Why do we endure lower back pain without taking action?

Let’s start with the numbers: Approximately 1 in 6 Australians grapple with back issues, and a striking 4 out of 5 individuals have experienced lower back pain at some point in their lives.

On any given day, our pharmacists and assistants engage in a minimum of 10 discussions with patients who casually mention their struggle with lower back pain. These are people of all ages and lifestyles – young mums, tradies, office-going millennials, retired folk, and more. What’s concerning is that many of them have come to accept it as a permanent aspect of their lives. It is not inevitable, even if that sometimes feels like the case.

Lower back pain (LBP) stands as the foremost cause of disability globally, impacting more than 600 million people worldwide. New research published in June 2023 found that if society could directly address three major risk factors – obesity, smoking and workplace ergonomic factors – it could cut the burden of low back pain by 39%.

Top risk factors for both sexes combined, 2019. Source.

The usual suspects

Risk factor #1 – Smoking is a well-known risk factor for various health issues, and it turns out that low back pain is no exception. The study indicates that smokers are at a significantly higher risk of developing chronic low back pain than non-smokers. Smoking can contribute to reduced blood flow, impairing the body’s ability to deliver essential nutrients to the spine. Moreover, smoking can lead to degenerative disc disease, which is a common cause of low back pain.

Risk factor #2 – Obesity is another major risk factor for low back pain. As per data, obesity is strongly associated with the development of LBP. The excess weight places additional stress on the spine and its supporting structures, leading to increased wear and tear. This can result in chronic pain and discomfort, reducing one’s overall mobility.

Risk factor #3 – The workplace plays a crucial role in the development of low back pain. Poor workplace ergonomics, such as incorrect posture, inadequate lumbar support, and prolonged sitting, can contribute to the onset of LBP.  Many people often spend 8 hours (sometimes more) of their day working at a desk. It’s essential for employers to invest in ergonomic furniture and promote regular breaks and exercises to mitigate the risk of LBP among their employees.

What does proper care for lower back pain look like?

Preventative care of the lower back can be quite simple if you prioritise a healthy lifestyle. This means getting good sleep, eating well, staying active, and being aware of the above-mentioned risk factors.

The way we approach lower back pain has changed. Now, the focus is on addressing both the physical and emotional aspects of pain. This includes educating patients, helping them manage their pain themselves, and encouraging physical activity.

We’ve also learned that things like imaging, pain medications, bed rest, and surgery are not all that effective for most people with lower back pain. Instead, for those who don’t respond well to basic care, or for those at risk of not responding, clinicians recommend physical and psychological therapies that target the specific barriers to recovery.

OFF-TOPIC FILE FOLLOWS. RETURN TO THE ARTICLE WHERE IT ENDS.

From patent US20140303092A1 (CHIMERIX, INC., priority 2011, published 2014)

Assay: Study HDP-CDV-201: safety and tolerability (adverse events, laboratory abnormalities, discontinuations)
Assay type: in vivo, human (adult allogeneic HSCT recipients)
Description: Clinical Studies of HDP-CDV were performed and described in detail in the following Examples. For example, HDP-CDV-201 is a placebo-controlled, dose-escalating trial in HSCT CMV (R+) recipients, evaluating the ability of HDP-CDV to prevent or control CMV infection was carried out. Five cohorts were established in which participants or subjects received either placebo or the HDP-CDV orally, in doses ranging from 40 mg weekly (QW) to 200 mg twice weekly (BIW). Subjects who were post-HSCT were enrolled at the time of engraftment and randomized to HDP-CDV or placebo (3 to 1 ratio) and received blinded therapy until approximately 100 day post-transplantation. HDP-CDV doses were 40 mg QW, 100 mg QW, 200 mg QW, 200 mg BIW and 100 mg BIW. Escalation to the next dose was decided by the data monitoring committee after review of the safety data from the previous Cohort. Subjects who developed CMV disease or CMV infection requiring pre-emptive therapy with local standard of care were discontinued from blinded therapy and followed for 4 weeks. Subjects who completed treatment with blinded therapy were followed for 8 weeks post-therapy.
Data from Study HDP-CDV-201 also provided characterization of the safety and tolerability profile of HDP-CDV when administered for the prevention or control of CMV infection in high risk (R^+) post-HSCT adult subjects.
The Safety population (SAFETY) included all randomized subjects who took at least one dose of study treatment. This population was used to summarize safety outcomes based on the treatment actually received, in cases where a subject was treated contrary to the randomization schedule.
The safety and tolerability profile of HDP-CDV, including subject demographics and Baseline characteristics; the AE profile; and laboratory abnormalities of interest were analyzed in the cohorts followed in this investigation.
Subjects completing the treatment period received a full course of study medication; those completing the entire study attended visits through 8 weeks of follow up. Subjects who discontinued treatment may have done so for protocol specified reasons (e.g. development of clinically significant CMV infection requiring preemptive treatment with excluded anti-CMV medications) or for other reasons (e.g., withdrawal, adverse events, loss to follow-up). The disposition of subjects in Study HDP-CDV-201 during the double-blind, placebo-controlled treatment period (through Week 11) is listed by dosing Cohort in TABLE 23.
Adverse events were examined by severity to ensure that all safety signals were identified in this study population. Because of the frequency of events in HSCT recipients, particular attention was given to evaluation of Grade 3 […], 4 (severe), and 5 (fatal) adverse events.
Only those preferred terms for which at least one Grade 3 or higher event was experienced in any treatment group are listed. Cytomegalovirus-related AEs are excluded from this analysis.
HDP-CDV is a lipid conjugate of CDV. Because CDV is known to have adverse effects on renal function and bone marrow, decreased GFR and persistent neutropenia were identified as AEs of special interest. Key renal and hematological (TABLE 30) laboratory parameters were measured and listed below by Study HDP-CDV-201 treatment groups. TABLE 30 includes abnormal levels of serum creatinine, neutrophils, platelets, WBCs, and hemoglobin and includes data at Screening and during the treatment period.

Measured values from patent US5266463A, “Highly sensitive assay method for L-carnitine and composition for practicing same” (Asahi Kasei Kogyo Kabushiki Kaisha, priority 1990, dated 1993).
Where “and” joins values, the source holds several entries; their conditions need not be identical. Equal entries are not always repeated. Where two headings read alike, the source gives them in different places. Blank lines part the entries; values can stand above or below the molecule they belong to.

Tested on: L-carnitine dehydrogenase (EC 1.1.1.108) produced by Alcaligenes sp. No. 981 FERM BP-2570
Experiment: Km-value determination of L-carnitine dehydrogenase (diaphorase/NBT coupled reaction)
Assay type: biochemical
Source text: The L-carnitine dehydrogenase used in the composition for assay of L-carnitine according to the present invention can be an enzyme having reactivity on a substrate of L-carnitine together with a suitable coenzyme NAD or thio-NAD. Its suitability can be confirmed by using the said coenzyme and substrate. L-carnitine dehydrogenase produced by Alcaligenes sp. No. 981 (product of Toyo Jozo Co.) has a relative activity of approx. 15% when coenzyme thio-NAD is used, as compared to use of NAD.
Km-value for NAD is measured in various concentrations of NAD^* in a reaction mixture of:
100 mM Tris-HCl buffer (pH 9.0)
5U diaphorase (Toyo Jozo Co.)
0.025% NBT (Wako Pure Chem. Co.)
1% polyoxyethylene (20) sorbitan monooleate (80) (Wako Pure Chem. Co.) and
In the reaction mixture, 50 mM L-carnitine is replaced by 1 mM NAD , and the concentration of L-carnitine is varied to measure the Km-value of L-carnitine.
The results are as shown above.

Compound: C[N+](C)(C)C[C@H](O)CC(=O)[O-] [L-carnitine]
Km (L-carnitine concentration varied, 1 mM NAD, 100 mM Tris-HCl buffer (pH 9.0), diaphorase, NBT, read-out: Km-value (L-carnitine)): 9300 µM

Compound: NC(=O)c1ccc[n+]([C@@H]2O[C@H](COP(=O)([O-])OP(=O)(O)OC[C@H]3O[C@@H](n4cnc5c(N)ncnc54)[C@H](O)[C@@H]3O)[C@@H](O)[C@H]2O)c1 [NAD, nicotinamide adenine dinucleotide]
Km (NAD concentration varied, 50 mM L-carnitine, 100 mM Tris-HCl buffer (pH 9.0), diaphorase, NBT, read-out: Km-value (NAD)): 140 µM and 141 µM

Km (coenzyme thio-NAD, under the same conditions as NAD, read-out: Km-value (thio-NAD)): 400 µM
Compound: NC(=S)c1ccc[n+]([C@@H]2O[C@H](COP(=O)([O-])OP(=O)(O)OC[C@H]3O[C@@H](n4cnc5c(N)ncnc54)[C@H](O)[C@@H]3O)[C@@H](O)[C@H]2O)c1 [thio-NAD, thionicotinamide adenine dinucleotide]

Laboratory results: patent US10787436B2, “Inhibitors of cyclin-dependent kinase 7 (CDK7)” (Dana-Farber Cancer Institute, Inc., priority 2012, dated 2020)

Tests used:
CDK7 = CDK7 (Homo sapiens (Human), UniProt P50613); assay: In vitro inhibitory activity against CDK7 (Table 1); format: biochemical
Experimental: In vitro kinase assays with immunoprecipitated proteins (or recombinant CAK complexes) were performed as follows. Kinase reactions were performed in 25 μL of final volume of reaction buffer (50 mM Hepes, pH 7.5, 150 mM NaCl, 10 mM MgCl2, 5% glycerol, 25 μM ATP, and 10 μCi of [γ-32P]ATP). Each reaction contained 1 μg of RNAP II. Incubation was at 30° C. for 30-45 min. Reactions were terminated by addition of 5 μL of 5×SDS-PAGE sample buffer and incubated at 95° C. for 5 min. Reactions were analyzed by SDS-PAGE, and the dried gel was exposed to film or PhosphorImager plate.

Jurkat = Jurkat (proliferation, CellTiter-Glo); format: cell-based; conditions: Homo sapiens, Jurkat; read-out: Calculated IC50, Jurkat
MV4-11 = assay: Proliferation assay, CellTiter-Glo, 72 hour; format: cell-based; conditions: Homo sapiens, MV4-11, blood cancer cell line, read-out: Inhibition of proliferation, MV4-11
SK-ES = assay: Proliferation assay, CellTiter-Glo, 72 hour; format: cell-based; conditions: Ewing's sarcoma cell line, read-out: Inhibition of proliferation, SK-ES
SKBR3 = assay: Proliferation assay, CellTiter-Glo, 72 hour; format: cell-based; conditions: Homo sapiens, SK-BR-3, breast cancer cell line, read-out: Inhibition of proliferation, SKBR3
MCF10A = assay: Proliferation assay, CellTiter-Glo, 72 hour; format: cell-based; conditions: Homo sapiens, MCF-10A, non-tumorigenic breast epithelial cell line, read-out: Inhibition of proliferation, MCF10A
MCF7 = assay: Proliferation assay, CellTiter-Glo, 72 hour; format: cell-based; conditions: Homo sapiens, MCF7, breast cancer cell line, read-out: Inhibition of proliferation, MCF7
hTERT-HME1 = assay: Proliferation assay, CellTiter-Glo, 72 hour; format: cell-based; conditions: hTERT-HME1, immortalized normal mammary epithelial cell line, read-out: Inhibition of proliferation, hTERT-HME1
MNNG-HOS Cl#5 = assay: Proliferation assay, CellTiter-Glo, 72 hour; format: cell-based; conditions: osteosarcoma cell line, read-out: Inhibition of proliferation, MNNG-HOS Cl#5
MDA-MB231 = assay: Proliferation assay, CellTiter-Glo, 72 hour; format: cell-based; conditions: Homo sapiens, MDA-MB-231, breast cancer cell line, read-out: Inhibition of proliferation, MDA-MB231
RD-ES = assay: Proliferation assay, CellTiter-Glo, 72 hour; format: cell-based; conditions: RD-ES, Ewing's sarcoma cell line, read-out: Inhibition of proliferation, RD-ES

It goes beyond physical rehabilitation

A study published in The BMJ sheds more light on the most effective psychological interventions for people with chronic low back pain, defined as pain that lasts more than 12 weeks.

In that study, the University of Sydney’s Charles Perkins Centre and Faculty of Medicine and Health combined and analysed evidence from almost 100 trials worldwide involving over 13,000 patients.

Lead author PhD candidate Emma Ho said “It is well known that adults with chronic low back pain not only experience physical disability, but often also suffer psychological distress in the form of anxiety, depression or fear of pain from movement.”

Overall, the researchers found that compared with physiotherapy care alone, physiotherapy (mainly structured exercise) delivered with psychological interventions was more effective in improving physical function and pain intensity.

Compared with physiotherapy care by itself, the results show that both cognitive behavioural therapy and pain education delivered with physiotherapy care led to clinically important improvements in physical function up to two months after treatment.

Ask for assistance

In conclusion, if you’re grappling with the challenges of lower back pain, remember effective help is available. It’s crucial not to suffer in silence, as the path to relief often starts with a simple step: reaching out for help.

Take the initiative to consult a healthcare professional who specialises in managing lower back pain. They can provide a tailored approach to address your specific needs, which may include physical therapy, lifestyle adjustments, or other evidence-based treatments.

Opinions or facts expressed within the content have been sourced from various news sources. While every effort has been taken to source them accurately, the pharmacy, its owners, staff or other affiliates do not take any responsibility for errors in these sources. Patients should not rely on the facts or opinions in the content to manage their own health, and should seek the advice of an appropriate medical professional. Further, the opinions or facts in the content do not reflect the opinions and beliefs of the pharmacy, its owners, staff or other affiliates. 

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